JA: A Game of Thrones was a very important book for me – it came at a time when I’d largely stopped reading fantasy and felt that it tended to repeat the same patterns over and over, was hugely predictable. So it really made my jaw drop in all kinds of ways, and demonstrated that you could be dark, unpredictable, realistic, and adult in every sense of the word while still writing what was very recognizably commercial epic fantasy. It was a big inspiration in trying to write myself, so I think it was inevitable that later books   wouldn't   be able to sustain that impact, if only because the first had gone off like a flashbulb in the darkness for me.

But, with the disclaimer that I still write some pretty hefty books by most standards, I like things to be tightly focused, to have patterns and balance and a sense of tight structure, so I was always slightly disappointed that the number of viewpoint characters increased so sharply, and the story became wider and more diffuse. I’d have preferred more central thrust. But what do I know? I get the sense that GRRM is doing alright… 

Q] Your latter Gollancz book covers have stuck to a pattern especially with maps, considering you had once posted that you weren't too fond of them in fantasy books. What lead to the change in direction with the covers and what are your thoughts as you see them all together? 

JA: I absolutely love the look that Gollancz have given the books. I think the books look striking, different, establish a recognizable brand, and aren't off-putting to either fantasy fans or more mainstream readers, which is an extremely difficult balancing act. On maps, well, I’m a big fan of them, and spent a lot of my childhood drawing them, but I think they need to be used in the right way. I’d hate to have a childish daub on my fly-leaf just because you’re supposed to. The Heroes, say, has five maps inside, as well as the one round the outside, but I think they’re used in a slightly different way and add to the experience. Each case as it comes. 

Q] What would you say to readers who have complained that your work has become bleaker with each book and what was novel in its approach earlier, is now becoming a tad predictable with the latter books?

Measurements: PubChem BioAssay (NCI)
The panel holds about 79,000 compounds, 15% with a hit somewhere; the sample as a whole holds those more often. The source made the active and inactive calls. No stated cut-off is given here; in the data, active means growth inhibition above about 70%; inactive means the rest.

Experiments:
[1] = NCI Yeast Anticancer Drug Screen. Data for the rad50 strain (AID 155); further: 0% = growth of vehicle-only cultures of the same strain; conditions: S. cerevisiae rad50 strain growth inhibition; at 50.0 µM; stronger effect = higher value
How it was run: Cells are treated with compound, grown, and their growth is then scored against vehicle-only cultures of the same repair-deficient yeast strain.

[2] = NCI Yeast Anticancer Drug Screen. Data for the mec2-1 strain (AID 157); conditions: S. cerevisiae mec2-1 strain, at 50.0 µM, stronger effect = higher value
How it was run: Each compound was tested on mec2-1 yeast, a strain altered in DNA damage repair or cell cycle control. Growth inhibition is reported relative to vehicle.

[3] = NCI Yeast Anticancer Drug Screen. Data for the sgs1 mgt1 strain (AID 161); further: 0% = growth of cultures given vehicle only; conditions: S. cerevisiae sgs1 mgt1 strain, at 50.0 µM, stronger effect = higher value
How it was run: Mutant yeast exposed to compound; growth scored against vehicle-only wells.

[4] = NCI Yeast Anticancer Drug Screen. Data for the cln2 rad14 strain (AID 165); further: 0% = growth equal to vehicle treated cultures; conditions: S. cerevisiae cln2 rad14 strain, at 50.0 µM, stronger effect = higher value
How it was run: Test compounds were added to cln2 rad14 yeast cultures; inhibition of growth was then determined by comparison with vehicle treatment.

JA: I would say, ‘pfft!’ 

Q] Lastly in all your books, you have thanked four Abercrombie brethren. Could you expound on their role in shaping your books and tell us a bit about them as well. 

JA: Those would be my parents, brother, and wife. They've been hugely helpful and influential throughout, especially in the early years before getting published. My mother was an English teacher and editor, my father was a sociologist, so they’re both widely read, erudite and, most importantly, ruthless in their criticism. After first gathering the courage to show my family what I was doing, about a quarter of the way through The Blade Itself, I really wrote mostly because I enjoyed discussing it with them so much. They've read everything I've done and commented ever since, although these days their comments tend to be more general, a lot of the detailed stuff I discuss first with my editor, with whom I also have an excellent working relationship. Very lucky in the people around me. 

Q] Thank you for taking the time to answer all the questions, any last words for your multitude of fans worldwide especially about what we can expect from you next? 

JA: Over the next few weeks you can expect me to be playing Dishonored and Borderlands 2. It’s rigorous brain work, don’t you know…

NOTE: First Law trilogy cover montage courtesy of Fantasy Faction and Joe Abercrombie standalone cover montage courtesy of Orbit Books.

4 comments:

Ryan said...

I really enjoyed reading this interview. I'm very excited for Red Country.

The Reader said...


Thanks Ryan, I hope you enjoy the read. Red Country offers a fascinating look into Abercrombie's world via a western motif.

Mihir

Anonymous said...

Appreciate your tip of the hat to Jack Vance, who wrote some of the best sci fi and fantasy ever.

chronicles said...

Good interview - and good to hear about a trilogy coming. Sounds like we should see something of Glotka again, which would be nice. :)